Monday, January 10, 2011

Scip and Big Lulu of Shantytown (a short story from the novel: "Colored and White")

Scip and Big Lulu of Shantytown
((And Little Josh) (1870-1929—part of “Colored and White”))

In the late spring of 1870, a boy was born at the Hightower Plantation, it was Emma Hightower’s child, it was a mulatto, she had had an affair with Hark Jackson, whom was killed by a stranger at Turkey Creek, the child was taken by Dr. Edmonds, who dropped the child off at Big Lula and Tom Mason’s shanty, in shantytown. They never could have children, and big Lula was happy to take Little Josh in, not knowing who the parents was, just assuming, someone in Shantytown left the child in some trash, as Dr. Edmonds said, and that was that. But it was not to the liking of her husband, who did more drinking and carousing, than anything else. He wasn’t the size of Lulu of course, but he was no creampuff either, and this was simply another mouth to feed.

When Tom Mason heard his wife took on a child and there would be one more mouth to feed, and she named it, Scip Josh Mason, the story she told the sheriff was the following:

“He run in de house an’ tored it up for a while, an’ den he look for the child, Scip Josh Mason, and he say ‘Youall gives me the child, or Youall can keep it but you got to be going,’ it be a good thing, too, kaze Tom look like he was jes gitten right to make my meanin’ known to him. I runs de house, not him. Then I took Tom’s cloths and put it in de yard, took he mattress and rip it open and put his cloths in with the straw. And I gave him a cat. An’ dat ain’t all. You oughter see Tom’ goat. And he ain’t never married me proper anyhow. And he done went to Amos’ barnyard bellowin’ like a cat with its tale curled up.”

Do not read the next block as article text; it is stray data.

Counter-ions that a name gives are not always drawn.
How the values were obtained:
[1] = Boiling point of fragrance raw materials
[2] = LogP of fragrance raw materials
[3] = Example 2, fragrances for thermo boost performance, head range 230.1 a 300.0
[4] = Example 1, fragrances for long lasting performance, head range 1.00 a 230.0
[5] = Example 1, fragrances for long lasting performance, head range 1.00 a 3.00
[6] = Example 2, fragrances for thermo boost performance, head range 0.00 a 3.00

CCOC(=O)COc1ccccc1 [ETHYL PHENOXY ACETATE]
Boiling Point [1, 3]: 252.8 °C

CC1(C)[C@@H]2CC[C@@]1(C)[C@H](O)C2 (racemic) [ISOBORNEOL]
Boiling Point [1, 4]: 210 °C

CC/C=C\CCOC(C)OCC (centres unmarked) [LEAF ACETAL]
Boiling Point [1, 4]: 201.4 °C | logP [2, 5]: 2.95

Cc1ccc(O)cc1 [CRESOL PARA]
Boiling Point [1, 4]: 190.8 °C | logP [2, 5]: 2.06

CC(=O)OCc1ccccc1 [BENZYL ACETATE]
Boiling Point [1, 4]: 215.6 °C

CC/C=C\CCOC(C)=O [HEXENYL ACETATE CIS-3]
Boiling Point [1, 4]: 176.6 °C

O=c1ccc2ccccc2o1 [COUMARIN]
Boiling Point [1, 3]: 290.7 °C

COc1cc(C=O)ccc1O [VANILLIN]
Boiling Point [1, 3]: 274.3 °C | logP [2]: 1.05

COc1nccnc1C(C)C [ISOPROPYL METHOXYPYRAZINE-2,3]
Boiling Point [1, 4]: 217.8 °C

“Lord woman, get onto the killing, it aren’t worth my time to stand here and listen all morning about this and that.”
“I is talkin’ ‘bout Tom or de baby, Tom sho’ did raise a rookus ‘bout the little fella! “He done tried to kill Scip, he got poorly judgment, cuz I do look like he gits ideas ‘bout this and I saw him trying to smother dey baby in the night, and I have a belly full er drunken men. He don’t care fur de poor little motherless chillun.”
“Well,” said the sheriff, “what happened next?”
“It ain’t make no diff’ence, wuh I is I is, I sat on him,” and the sheriff laughed, she was a big woman of six foot four, three hundred pounds, and Tom was less than half that.
“I ain’t care,” said Lulu, “ef you wants to, grin. I ain’t to fault, an’ I ain’t care.”
“Well it looks like a case of self defense,” said the sheriff, near to laughing.
“Don’t laugh at dat ole man, more better we weep!” said Lulu, but the sheriff was already up on his horse and on his way out of shantytown.

No: 697 (1-9-2011))